An interesting confluence of events occurred about four months ago. Billboards that had dominated the central parts of New Delhi, espousing India’s commitment to powering growth through clean energy and solar power started to come down. Around the same time, Piyush Goyal, amongst the most able and efficient ministers in Prime Minister Narendra Modi’s cabinet, charged with leading the Ministry of Power, Ministry of New and Renewable Energy, and Ministry of Coal had his area of jurisdiction switched to the Ministry of Coal and Ministry of Railways. It was during this time, that Indian international rhetoric regarding its renewable energy ambitions also began to taper out.
The policies and allocations that were announced in Budget 2018, serve to seemingly provide confirmation of the facts that have been apparent over the past quarter of a year. India, which has often portrayed itself as a leader in the battle against climate change, is in fact doing the exact opposite.
There were three major announcements made in Budget 2018, with regards to climate change. The first was an interesting throw-away line, sandwiched in the Agriculture and Rural Economy portion of Finance Minister Arun Jaitley’s speech. He announced that state governments and their power distribution companies would be “encouraged” to buy any excess renewable energy power produced by small farmers at “reasonably” remunerative rates.
It is an interesting and important proposal – one of the major drawbacks of renewable energy is the variability of the power production, which often leads to excess loss when power distribution companies (Discoms) have met demands from other energy sources. The announcement of the proposal is undoubtedly an encouraging climate mitigation step.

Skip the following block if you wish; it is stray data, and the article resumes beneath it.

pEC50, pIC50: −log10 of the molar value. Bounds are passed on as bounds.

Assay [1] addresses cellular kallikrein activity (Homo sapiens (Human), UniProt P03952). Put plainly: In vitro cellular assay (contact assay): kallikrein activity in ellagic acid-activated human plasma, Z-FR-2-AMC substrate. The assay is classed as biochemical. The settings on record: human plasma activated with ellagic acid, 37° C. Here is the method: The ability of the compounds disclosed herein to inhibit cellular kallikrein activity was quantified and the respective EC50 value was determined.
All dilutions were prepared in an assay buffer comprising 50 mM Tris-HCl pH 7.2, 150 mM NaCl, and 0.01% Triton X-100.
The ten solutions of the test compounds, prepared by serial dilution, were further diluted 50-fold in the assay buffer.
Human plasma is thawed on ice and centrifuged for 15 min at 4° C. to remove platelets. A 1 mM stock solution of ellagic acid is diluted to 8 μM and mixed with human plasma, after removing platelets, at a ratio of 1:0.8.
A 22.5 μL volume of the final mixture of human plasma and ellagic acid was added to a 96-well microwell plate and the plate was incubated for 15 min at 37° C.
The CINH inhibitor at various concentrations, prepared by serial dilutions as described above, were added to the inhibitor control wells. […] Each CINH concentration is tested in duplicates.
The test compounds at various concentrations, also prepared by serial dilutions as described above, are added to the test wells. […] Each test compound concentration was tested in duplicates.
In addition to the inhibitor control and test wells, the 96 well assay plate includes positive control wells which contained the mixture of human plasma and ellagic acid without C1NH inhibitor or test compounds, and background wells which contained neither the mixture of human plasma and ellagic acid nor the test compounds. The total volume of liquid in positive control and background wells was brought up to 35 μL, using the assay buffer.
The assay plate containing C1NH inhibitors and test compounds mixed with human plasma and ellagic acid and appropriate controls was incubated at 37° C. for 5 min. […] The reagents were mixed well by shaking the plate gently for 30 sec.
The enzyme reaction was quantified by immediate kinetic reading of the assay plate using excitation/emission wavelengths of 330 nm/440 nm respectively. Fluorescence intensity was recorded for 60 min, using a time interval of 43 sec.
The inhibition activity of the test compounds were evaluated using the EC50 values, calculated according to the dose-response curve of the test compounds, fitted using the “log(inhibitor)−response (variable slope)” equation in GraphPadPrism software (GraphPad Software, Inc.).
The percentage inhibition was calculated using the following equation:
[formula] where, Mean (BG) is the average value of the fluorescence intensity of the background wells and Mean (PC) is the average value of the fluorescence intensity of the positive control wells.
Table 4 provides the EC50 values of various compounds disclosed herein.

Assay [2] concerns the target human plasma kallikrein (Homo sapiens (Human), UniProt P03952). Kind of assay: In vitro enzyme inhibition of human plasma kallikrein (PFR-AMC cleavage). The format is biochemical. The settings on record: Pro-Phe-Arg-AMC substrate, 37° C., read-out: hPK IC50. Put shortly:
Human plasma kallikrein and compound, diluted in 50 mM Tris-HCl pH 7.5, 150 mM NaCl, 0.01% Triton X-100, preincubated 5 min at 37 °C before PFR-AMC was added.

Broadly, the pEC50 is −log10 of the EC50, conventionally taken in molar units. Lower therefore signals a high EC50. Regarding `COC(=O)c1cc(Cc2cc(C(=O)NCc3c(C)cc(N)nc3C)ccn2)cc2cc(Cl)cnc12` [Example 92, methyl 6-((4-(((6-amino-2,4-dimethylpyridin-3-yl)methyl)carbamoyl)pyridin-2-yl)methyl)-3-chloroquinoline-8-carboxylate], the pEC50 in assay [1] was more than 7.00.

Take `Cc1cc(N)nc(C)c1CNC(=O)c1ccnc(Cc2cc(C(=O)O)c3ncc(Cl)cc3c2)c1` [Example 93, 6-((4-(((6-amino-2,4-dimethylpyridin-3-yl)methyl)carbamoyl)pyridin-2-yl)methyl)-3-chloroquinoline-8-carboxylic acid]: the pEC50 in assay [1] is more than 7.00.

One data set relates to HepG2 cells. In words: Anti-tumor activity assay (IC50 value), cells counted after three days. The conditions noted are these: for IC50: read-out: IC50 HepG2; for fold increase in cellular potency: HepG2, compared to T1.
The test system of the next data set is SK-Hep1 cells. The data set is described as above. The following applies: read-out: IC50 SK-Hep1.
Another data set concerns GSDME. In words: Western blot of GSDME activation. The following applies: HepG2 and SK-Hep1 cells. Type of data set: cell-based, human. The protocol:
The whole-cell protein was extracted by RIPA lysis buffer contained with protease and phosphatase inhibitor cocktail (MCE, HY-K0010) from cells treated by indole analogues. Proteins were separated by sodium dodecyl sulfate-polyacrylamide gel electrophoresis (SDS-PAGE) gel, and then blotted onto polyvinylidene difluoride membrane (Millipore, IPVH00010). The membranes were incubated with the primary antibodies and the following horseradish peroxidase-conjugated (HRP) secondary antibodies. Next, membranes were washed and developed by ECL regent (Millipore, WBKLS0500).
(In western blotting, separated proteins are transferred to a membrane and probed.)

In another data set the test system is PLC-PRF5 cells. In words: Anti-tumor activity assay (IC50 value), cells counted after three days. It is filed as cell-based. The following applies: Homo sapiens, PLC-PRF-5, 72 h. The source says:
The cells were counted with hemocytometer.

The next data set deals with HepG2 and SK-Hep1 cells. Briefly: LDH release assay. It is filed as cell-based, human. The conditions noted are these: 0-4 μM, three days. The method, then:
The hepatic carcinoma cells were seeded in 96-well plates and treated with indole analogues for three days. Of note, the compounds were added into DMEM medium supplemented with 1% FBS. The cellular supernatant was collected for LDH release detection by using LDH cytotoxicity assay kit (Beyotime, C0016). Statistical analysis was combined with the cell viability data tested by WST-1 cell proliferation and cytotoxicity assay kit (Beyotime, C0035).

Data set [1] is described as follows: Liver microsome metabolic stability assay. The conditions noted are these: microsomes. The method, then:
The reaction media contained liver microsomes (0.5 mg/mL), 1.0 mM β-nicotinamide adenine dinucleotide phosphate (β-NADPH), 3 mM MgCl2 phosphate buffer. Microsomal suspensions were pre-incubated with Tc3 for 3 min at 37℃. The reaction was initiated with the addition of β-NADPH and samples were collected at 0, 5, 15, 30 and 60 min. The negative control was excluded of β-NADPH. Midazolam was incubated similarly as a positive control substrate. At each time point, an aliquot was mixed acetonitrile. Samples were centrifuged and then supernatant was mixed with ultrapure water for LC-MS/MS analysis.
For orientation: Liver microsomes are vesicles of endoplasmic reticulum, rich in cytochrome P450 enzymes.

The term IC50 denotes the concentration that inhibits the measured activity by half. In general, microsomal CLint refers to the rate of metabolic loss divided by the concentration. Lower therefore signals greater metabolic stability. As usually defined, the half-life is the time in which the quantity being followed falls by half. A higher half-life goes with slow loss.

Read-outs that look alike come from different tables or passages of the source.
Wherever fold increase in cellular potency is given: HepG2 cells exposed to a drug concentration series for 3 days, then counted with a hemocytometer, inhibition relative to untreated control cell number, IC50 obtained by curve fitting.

The speech did not, however, contain any mention of other more essential base climate mitigation issues, such as the scaling up rooftop solar, measures to curtail transmission and distribution losses, implantation of smart grids, and of course the revamping of the discoms. It will be interesting to see how discoms, chronically afflicted by financial distress as they are, will be able to purchase this excess solar power.
The second mention of climate related Budget item was the declaration of Rs 2.04 lakh crore for Smart Cities. Once again, Smart Cities are an important part of the fight against climate change – they can be one of the keys to reducing waste management and transportation related carbon emissions. Those two factors, however, only make up 13.5 percent of India’s national emissions. The Budget makes no mention of climate mitigation measures focused on the power sector, which make up more than half of India’s greenhouse gas emissions, with the exception of the proposal mentioned in the previous paragraph.
The third mention of climate related Budget item was the declaration of Rs 60 crore for climate resilient infrastructure. Once again, in a vacuum, the declaration is good news from a climate change perspective — building resilient infrastructure is an important part of a country’s low carbon transition. For India to focus that amount on climate resilience, rather than mitigation, however, is an interesting signal.
Looking at the fine print of the Budget speech makes the decision seem even more curious – the Rs 60 crore does not seem to be going to infrastructure development which can have a theoretical trickledown effect on the economy. It is focused, instead on developing standards, regulations and international best practices that will define what climate resilience is. In view of some of the fundamental climate issues that the Budget seemingly ignores, the item is akin to a bald man buying a comb.
It is possible, of course, that there are policies or climate mitigation measures implemented within the Budget that were not highlighted by Jaitley. A quick look at the available numbers shows that capital outlays towards the Ministry of New and Renewable Energy have increased by 8% from the previous budget.
It should be noted, however, that actual expenditure on environment and renewables has not only been less than the budgeted expenditure, it has also declined over the same time. Given the historical precedence and the current rhetoric, it seems that the government has decided that fighting climate change is no longer one of their priorities.
(Aparajit Pandey is a programme co-ordinator with the Observer Research Foundation. His research focuses on the intersection of economics, finance and climate change.)